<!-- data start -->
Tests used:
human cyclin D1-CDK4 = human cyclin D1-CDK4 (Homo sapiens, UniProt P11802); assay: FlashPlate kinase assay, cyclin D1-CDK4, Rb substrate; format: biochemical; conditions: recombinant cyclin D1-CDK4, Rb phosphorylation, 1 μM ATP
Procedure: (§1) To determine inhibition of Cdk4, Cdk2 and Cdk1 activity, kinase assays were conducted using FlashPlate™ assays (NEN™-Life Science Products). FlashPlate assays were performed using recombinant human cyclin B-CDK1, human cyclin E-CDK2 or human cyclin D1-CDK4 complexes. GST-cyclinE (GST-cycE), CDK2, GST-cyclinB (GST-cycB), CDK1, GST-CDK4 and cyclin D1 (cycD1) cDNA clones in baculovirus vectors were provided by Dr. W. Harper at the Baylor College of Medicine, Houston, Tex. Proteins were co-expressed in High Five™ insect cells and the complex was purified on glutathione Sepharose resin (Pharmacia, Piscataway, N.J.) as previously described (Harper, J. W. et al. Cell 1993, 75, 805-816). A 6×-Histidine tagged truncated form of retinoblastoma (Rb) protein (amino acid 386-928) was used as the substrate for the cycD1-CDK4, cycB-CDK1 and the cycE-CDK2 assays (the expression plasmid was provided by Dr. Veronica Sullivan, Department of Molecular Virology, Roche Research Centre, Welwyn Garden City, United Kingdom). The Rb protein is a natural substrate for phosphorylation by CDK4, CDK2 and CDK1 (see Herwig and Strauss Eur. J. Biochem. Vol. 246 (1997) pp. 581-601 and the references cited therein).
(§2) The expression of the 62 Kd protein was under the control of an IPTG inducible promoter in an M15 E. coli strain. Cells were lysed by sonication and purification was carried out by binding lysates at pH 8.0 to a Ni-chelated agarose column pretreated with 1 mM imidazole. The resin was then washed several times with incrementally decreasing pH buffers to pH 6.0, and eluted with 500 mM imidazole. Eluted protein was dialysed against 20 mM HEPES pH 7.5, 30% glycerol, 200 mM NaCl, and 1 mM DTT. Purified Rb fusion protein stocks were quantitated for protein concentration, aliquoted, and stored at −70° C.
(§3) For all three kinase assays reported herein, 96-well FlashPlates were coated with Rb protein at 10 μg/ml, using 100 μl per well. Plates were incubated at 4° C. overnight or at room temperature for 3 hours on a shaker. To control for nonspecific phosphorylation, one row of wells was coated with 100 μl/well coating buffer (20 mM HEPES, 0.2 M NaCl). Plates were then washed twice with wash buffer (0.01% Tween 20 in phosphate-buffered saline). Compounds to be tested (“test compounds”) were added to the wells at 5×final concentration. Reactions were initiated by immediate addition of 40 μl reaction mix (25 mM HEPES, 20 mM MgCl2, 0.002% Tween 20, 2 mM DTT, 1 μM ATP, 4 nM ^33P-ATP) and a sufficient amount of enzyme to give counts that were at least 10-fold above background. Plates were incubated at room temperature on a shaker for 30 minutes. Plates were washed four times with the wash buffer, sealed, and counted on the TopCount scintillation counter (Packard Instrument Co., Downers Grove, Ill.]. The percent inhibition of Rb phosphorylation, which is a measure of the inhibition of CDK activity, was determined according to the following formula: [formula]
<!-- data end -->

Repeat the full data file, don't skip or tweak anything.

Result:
Tests used:
human cyclin D1-CDK4 = human cyclin D1-CDK4 (Homo sapiens, UniProt P11802); assay: FlashPlate kinase assay, cyclin D1-CDK4, Rb substrate; format: biochemical; conditions: recombinant cyclin D1-CDK4, Rb phosphorylation, 1 μM ATP
Procedure: (§1) To determine inhibition of Cdk4, Cdk2 and Cdk1 activity, kinase assays were conducted using FlashPlate™ assays (NEN™-Life Science Products). FlashPlate assays were performed using recombinant human cyclin B-CDK1, human cyclin E-CDK2 or human cyclin D1-CDK4 complexes. GST-cyclinE (GST-cycE), CDK2, GST-cyclinB (GST-cycB), CDK1, GST-CDK4 and cyclin D1 (cycD1) cDNA clones in baculovirus vectors were provided by Dr. W. Harper at the Baylor College of Medicine, Houston, Tex. Proteins were co-expressed in High Five™ insect cells and the complex was purified on glutathione Sepharose resin (Pharmacia, Piscataway, N.J.) as previously described (Harper, J. W. et al. Cell 1993, 75, 805-816). A 6×-Histidine tagged truncated form of retinoblastoma (Rb) protein (amino acid 386-928) was used as the substrate for the cycD1-CDK4, cycB-CDK1 and the cycE-CDK2 assays (the expression plasmid was provided by Dr. Veronica Sullivan, Department of Molecular Virology, Roche Research Centre, Welwyn Garden City, United Kingdom). The Rb protein is a natural substrate for phosphorylation by CDK4, CDK2 and CDK1 (see Herwig and Strauss Eur. J. Biochem. Vol. 246 (1997) pp. 581-601 and the references cited therein).
(§2) The expression of the 62 Kd protein was under the control of an IPTG inducible promoter in an M15 E. coli strain. Cells were lysed by sonication and purification was carried out by binding lysates at pH 8.0 to a Ni-chelated agarose column pretreated with 1 mM imidazole. The resin was then washed several times with incrementally decreasing pH buffers to pH 6.0, and eluted with 500 mM imidazole. Eluted protein was dialysed against 20 mM HEPES pH 7.5, 30% glycerol, 200 mM NaCl, and 1 mM DTT. Purified Rb fusion protein stocks were quantitated for protein concentration, aliquoted, and stored at −70° C.
(§3) For all three kinase assays reported herein, 96-well FlashPlates were coated with Rb protein at 10 μg/ml, using 100 μl per well. Plates were incubated at 4° C. overnight or at room temperature for 3 hours on a shaker. To control for nonspecific phosphorylation, one row of wells was coated with 100 μl/well coating buffer (20 mM HEPES, 0.2 M NaCl). Plates were then washed twice with wash buffer (0.01% Tween 20 in phosphate-buffered saline). Compounds to be tested (“test compounds”) were added to the wells at 5×final concentration. Reactions were initiated by immediate addition of 40 μl reaction mix (25 mM HEPES, 20 mM MgCl2, 0.002% Tween 20, 2 mM DTT, 1 μM ATP, 4 nM ^33P-ATP) and a sufficient amount of enzyme to give counts that were at least 10-fold above background. Plates were incubated at room temperature on a shaker for 30 minutes. Plates were washed four times with the wash buffer, sealed, and counted on the TopCount scintillation counter (Packard Instrument Co., Downers Grove, Ill.]. The percent inhibition of Rb phosphorylation, which is a measure of the inhibition of CDK activity, was determined according to the following formula: [formula]